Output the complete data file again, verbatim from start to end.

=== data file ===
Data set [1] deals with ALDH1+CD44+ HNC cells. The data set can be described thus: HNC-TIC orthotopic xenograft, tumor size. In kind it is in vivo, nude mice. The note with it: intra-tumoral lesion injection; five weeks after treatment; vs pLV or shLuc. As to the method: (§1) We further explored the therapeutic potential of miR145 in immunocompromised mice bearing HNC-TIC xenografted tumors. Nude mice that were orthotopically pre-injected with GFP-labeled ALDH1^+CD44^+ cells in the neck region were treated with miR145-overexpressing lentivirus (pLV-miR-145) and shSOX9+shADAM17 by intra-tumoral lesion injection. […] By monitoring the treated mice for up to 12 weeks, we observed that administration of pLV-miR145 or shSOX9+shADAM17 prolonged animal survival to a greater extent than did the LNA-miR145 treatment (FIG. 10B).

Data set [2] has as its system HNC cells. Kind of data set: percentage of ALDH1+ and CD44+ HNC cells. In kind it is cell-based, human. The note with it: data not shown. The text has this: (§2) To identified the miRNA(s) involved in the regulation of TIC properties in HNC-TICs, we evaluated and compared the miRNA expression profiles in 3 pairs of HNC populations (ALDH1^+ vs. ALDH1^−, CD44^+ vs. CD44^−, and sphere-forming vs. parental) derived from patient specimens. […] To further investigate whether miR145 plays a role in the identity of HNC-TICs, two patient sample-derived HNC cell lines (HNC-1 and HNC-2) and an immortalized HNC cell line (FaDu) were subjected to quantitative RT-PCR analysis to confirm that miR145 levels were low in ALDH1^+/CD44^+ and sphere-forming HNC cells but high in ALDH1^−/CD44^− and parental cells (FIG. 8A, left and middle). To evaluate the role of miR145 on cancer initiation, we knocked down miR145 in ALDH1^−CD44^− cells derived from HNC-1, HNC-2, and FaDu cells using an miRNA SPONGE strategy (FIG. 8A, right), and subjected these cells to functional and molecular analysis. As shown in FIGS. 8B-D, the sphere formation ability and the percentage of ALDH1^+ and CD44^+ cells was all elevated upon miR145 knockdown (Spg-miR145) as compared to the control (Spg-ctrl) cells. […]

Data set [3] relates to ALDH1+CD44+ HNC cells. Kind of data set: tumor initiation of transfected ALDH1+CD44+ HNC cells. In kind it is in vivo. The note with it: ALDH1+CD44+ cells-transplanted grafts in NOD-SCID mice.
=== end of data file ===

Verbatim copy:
Data set [1] deals with ALDH1+CD44+ HNC cells. The data set can be described thus: HNC-TIC orthotopic xenograft, tumor size. In kind it is in vivo, nude mice. The note with it: intra-tumoral lesion injection; five weeks after treatment; vs pLV or shLuc. As to the method: (§1) We further explored the therapeutic potential of miR145 in immunocompromised mice bearing HNC-TIC xenografted tumors. Nude mice that were orthotopically pre-injected with GFP-labeled ALDH1^+CD44^+ cells in the neck region were treated with miR145-overexpressing lentivirus (pLV-miR-145) and shSOX9+shADAM17 by intra-tumoral lesion injection. […] By monitoring the treated mice for up to 12 weeks, we observed that administration of pLV-miR145 or shSOX9+shADAM17 prolonged animal survival to a greater extent than did the LNA-miR145 treatment (FIG. 10B).

Data set [2] has as its system HNC cells. Kind of data set: percentage of ALDH1+ and CD44+ HNC cells. In kind it is cell-based, human. The note with it: data not shown. The text has this: (§2) To identified the miRNA(s) involved in the regulation of TIC properties in HNC-TICs, we evaluated and compared the miRNA expression profiles in 3 pairs of HNC populations (ALDH1^+ vs. ALDH1^−, CD44^+ vs. CD44^−, and sphere-forming vs. parental) derived from patient specimens. […] To further investigate whether miR145 plays a role in the identity of HNC-TICs, two patient sample-derived HNC cell lines (HNC-1 and HNC-2) and an immortalized HNC cell line (FaDu) were subjected to quantitative RT-PCR analysis to confirm that miR145 levels were low in ALDH1^+/CD44^+ and sphere-forming HNC cells but high in ALDH1^−/CD44^− and parental cells (FIG. 8A, left and middle). To evaluate the role of miR145 on cancer initiation, we knocked down miR145 in ALDH1^−CD44^− cells derived from HNC-1, HNC-2, and FaDu cells using an miRNA SPONGE strategy (FIG. 8A, right), and subjected these cells to functional and molecular analysis. As shown in FIGS. 8B-D, the sphere formation ability and the percentage of ALDH1^+ and CD44^+ cells was all elevated upon miR145 knockdown (Spg-miR145) as compared to the control (Spg-ctrl) cells. […]

Data set [3] relates to ALDH1+CD44+ HNC cells. Kind of data set: tumor initiation of transfected ALDH1+CD44+ HNC cells. In kind it is in vivo. The note with it: ALDH1+CD44+ cells-transplanted grafts in NOD-SCID mice.